“In business and property development, you need to take a modicum of risk, but you don’t need to make a large bet."
It's all about the sub-$500,000 sales: Evolve and Ron Walker's off-the-plan development strategy
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It’s hard to separate Ron Walker from Melbourne, politics, big business and money. Walker was lord mayor of Melbourne (1974-1976), federal Liberal Party Treasurer (1988-2003), Fairfax Media chairman (2005-2009), and he’s still a successful company executive.
Since starting his business career as a backyard chemical maker more than 50 years ago, Walker has amassed a personal fortune of $800 million, according toBRW magazine’s Rich List.
“Are you worth $800 million?” I ask in this interview.
Walker: “I’m not prepared to discuss my own personal finances with anybody. Why should I? It’s my private business.”
Does he dispute the BRW Rich List figure?
Walker: “I don’t really care what BRW says [I’m worth]. When the magazine comes out, I don’t say anything. I don’t even read it. But I think BRW do a lot of research as to what business people are doing or not doing.”
Walker also counters persistent speculation that a syndicate led by him wants to wants buy The Age newspaper.
“I don’t want it now; I’m getting too old to own The Age,” the 73-year-old says, despite the continuing rumors. “Time has passed me by. And they [the Fairfax Media board] would want too much money for it. You would have to join it with 3AW (already owned by Fairfax) to make it work in this digital age.”
Walker says he and his then partners Lloyd Williams and Sir Rod Carnegie, as part of property development group Hudson Conway, offered to buy The Age more than two decades when Fairfax was in receivership. “But the receiver wanted too much money for it so we walked away,” he says.
Today, Walker says the Fairfax Media “rivers of gold” aren’t there anymore to tempt him.
“I don’t have the years left to turn it around and make it profitable,” he says. “But I’m sure there’s plenty of other people capable of regaining revenue in terms of advertising.
“I have other interests,” he says, referring mostly to property development. In a wide-ranging discussion with LeadingCompany, Walker reveals the secrets to his success.
Along with partner Ashley Williams (no relation to Lloyd Williams), Walker owns Evolve Development, a Melbourne-based company with about 8000 blocks of land and a $1 billion book of apartment construction.
Walker says a secret to his business success has been forming good partnerships. He describes Lloyd Williams as a brilliant strategist, who brought built-in experience and “rat cunning” to a partnership that lasted more than two decades until 1999.
Today’s partner Ashley Williams, a civil engineer prior to founding Evolve in 2003, had been involved in a string of major projects, including Melbourne City Link and the $1 billion New Quay precinct at Melbourne Docklands.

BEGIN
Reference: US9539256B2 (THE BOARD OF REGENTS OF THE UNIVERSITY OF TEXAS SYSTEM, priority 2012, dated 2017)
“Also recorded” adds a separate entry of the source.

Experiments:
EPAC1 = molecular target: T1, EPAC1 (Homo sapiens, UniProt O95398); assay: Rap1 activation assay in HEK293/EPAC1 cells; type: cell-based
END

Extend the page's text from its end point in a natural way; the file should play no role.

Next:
“Ashley came to me about 10 years ago with a vision to become a dominant builder and landowner and I backed him all the way,” Walker says. “Ashley has 14 young men and women upstairs (at the Albert Road offices) that are all trained and qualified.
“The secret of our business is to keep our young people invigorated. All their views are taken into consideration – it’s just not lip service. We actually listen to what people have to say. I think it’s terribly important to promote the young person of the future.”
Walker says Evolve focuses on building apartments for a sale price of between $300,000 and $500,000. An apartment block includes community gymnasiums and other recreational facilities.
“We don’t want to be in the $1 million-to-$3 million price bracket – that’s a different market,” he says. “We want to cater for the young, transient population.
“We do a lot of research as to what people want and it’s one, two and three bedroom apartments that have all the electronic gadgetry, a kitchen, a laundry and a lift to bring up the bike. They also want car parking.
“I think when people are maturing and finding their way in life, they want to be near the action. So we make sure our developments are close to public transport and recreational facilities that people can walk to, such as the MCG.
“I don’t think young people want to spend time mowing lawns, and a lot don’t want backyards. They will eventually get married and move to a property with a backyard.”
“We are terribly risk averse and we don’t want the market to dictate the fortunes of our company,” he says. “I’ve been around for decades and I understand the frailty of the property market and how quickly it can turn.”
Property developers, perhaps by the very nature of the industry, are renowned for going broke. Walker says property developers invariably fail because they are greedy, borrow too much and can’t read the market.
“In business and property development, you need to take a modicum of risk, but you don’t need to make a large bet,” Walker says.
“It’s not worth it. We don’t want to be the biggest in town, or the smallest in town, but we want to stay alive. Businesses go broke because the managers lack the entrepreneurial flair and marketing skills to enable it to survive.”